We had some wall sconces in the second floor hallway. One of them sputtered and we didn’t trust it. Sofia found some nice replacements a few weeks ago, and today was installation day.
I was rather surprised when I took off the old light and found a wiring hairball. Here’s a picture after taking off (all but one of) the merretts:
I’d never seen anything like this, not even at my last house, where the previous owner (Mr. C) never found a ground wire that he didn’t like hanging loose. You can’t really see into the back of the box in that picture, but all the wires are loose (no wiring clips securing the wires to the back of the box). none of the sheathing has been removed, and all the connections were jammed into a single tight cubic inch in an impossibly tangled mess. The grounds were all tied, but Mr C would have been proud, as none of them were connected to the ground screws at the back of the box. You can see things a bit better after a bit of unraveling:
Of these wires, I hadn’t yet identified which was switch, which went to the second sconce, and which was the supply. I’m not sure about other locales, but the Ontario electrical handbook specifies that white is hot at the switch, so looking at this, I think the guess should be that the switch wire is the top left (i.e. when the switch is on, we have supply through the white, to and through the switch, and back through the black where it will power the load.) That didn’t make sense since the switch is on the right down about a foot. The only logical wire for the switch would be that bottom one. I decoupled everything so that I could test the lines (carefully) with the power back on, warning everybody in the house to keep clear:
My tester showed that the top left was the supply, leaving the top right and the left as candidates for the switch and the other sconce. A couple more trips to the breaker box, and some temporary connections verified what was what, and I was ready to start reconnecting things. First step was stripping the sheathing off the wires. I couldn’t use a standard stripping tool, since everything was already in the box, but had to carefully do that with a knife:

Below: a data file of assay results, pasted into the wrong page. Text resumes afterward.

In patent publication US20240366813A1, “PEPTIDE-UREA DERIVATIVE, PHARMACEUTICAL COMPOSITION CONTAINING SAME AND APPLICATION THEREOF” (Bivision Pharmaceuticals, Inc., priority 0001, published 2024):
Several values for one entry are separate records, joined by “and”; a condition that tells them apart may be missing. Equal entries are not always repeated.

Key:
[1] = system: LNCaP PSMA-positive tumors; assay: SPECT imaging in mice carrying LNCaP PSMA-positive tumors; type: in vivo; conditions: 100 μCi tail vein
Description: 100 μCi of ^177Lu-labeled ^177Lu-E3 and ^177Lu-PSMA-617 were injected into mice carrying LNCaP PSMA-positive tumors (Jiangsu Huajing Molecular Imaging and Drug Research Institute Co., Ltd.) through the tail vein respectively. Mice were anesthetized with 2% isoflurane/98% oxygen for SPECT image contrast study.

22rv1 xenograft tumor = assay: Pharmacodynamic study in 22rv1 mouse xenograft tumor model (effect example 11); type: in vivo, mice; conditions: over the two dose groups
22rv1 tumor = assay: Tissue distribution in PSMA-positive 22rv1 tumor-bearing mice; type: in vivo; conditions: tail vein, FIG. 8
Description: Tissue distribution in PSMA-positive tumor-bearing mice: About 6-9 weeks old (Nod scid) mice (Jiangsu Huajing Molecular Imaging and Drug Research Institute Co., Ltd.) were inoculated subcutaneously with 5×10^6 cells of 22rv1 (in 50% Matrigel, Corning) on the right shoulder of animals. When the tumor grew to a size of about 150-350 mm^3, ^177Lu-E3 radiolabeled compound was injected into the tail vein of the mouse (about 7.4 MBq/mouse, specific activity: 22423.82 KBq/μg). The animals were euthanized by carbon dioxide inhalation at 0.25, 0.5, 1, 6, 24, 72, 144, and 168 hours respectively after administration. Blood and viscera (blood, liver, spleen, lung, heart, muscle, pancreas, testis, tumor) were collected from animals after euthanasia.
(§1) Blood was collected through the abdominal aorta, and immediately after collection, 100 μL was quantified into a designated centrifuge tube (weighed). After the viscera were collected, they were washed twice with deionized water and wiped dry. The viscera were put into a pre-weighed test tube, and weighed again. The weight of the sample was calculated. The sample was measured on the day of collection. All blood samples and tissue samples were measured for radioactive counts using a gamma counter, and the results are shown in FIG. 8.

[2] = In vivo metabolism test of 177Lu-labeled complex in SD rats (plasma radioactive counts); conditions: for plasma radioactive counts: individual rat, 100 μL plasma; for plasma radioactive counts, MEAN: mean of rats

I’d never seen anybody not take the sheathing off, which was the major source of the hairball wiring. This wire was either 12 gauge or just really old, but it was very stiff and hard to handle. With all the sheathing still on, whoever wired this up originally must have had a hell of a job. I got the switch’s white connected up to the supply black, and put in some clamps at the back of the box and secured the grounds all physically to the box.
I left one ground long to potentially connect to the new light, but it turned out that the ground wire on the new light was super long, so I ended up trimming that one back and direct connecting it to the back off the box with all the rest, instead of using a merrett for the ground.
It seemed prudent to open up the switch too, and found that the ghost of Mr C was haunting that too. Check out the nice floating ground lurking in the switch:
This single pole switch doesn’t have a ground screw, but it just seems really sloppy not to connect that ground to the back of the box. This wire was also not clamped, so I did that too, and put in a brand new switch while I was at it.